Section II of the collection is a good starting point for investigating international scientific cooperation. The files of the International Congress for Applied Mechanics, the International Union of Theoretical and Applied Mechanics, and the Innsbruck Conference on Hydro- and Aerodynamics form one of the most interesting sections of the organizational correspondence, and should be used in conjunction with one another. The political chaos in Europe between the two World Wars is documented in many of the letters in Section I--e.g., Richard Courant's letter of November 12, 1933 to von Kármán describing conditions in Germany in 1933, is typical of the many letters received by von Kármán from prominent European scientists in the 1930s. The government files in Section VI of the collection focus on von Kármán's long and fruitful association with the military, particularly the Air Force. Section VII contains material relating to von Kármán's general interest in problems of lighter-than-air craft and his role as aerodynamics advisor in the Smith-Putnam wind turbine project. The windmill built in 1941 at Grandpa's Knob near Montpellier, Vermont, survives as an interesting case study in the history of technology. Students of American economic history will find his correspondence in the National Research Council files dealing with the problem of jet propellants and related material concerning the Aerojet Engineering Corporation, particularly useful.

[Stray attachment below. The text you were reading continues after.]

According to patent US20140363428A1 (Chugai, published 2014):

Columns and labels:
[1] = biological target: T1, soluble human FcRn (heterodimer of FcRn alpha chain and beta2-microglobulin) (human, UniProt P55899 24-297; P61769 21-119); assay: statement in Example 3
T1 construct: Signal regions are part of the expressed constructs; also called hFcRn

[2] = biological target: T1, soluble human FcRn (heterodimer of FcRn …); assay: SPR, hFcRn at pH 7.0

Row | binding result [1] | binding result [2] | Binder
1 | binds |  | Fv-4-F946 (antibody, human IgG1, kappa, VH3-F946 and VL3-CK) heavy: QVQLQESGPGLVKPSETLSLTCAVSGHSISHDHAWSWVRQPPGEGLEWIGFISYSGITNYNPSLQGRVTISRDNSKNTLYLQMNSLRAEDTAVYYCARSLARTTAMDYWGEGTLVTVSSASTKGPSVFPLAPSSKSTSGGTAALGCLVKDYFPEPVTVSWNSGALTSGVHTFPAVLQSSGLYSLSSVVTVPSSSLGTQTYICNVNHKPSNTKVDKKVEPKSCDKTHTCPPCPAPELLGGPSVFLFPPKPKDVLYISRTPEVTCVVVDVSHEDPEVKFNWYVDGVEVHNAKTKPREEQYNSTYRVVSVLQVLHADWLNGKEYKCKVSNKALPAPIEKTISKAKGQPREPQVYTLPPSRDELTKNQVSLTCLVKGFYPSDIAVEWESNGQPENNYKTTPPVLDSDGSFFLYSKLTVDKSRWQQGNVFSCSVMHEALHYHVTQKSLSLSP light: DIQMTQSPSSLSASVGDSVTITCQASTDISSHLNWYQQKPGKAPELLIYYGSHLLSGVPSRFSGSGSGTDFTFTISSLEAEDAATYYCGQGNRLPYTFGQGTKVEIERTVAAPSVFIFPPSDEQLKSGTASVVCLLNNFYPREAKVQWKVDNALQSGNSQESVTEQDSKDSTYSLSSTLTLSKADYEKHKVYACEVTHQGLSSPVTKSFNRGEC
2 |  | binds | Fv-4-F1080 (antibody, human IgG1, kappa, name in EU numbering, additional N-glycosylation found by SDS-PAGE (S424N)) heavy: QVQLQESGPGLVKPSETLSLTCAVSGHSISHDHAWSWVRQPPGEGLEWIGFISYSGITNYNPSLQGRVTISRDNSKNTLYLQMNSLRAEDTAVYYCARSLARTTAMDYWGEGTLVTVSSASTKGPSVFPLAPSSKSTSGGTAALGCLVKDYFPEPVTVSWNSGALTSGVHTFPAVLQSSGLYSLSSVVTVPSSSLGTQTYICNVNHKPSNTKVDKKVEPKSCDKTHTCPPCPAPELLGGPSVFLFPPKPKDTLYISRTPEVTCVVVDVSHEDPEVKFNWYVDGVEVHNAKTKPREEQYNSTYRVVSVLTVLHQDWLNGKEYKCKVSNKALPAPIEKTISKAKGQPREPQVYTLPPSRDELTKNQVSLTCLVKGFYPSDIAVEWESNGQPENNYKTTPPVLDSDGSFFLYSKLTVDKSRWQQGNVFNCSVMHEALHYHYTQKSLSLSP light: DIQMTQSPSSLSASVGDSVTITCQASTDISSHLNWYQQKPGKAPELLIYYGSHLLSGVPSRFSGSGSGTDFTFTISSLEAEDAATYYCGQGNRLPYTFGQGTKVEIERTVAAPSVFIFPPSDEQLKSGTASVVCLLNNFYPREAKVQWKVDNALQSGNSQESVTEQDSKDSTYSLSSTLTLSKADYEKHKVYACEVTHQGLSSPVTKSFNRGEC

Theodore von Kármán's published writings include five books and approximately 200 papers and articles which appeared between 1902 and 1963, now part of the five-volume Collected Works of Theodore von Kármán (London, 1956, vols. 1-4; Rhode-St-Genèse, 1975, vol. 5). A popular, semi-autobiographical account of his life is The Wind and Beyond: Theodore von Kármán, Pioneer... in Space by von Kármán with Lee Edson (New York, 1967); Hugh L. Dryden's, "Theodore von Kármán, May 11, 1881-May 7, 1963," National Academy of Sciences Biographical Memoirs, xxxviii (New York, 1965), pp. 345-384, considers in some detail his scientific work. Several oral histories of von Kármán also exist. The Sources for History of Quantum Physics interview with von Kármán deals with his scientific education and early work; Columbia University's Oral History Research Office von Kármán interview deals primarily with his World War II activities, and the formation of the Scientific Advisory Board.